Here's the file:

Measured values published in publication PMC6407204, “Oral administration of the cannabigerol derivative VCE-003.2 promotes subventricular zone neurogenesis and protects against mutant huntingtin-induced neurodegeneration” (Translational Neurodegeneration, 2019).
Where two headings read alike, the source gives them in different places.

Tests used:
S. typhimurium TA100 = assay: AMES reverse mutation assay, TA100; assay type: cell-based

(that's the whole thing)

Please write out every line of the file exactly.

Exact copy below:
Measured values published in publication PMC6407204, “Oral administration of the cannabigerol derivative VCE-003.2 promotes subventricular zone neurogenesis and protects against mutant huntingtin-induced neurodegeneration” (Translational Neurodegeneration, 2019).
Where two headings read alike, the source gives them in different places.

Tests used:
S. typhimurium TA100 = assay: AMES reverse mutation assay, TA100; assay type: cell-based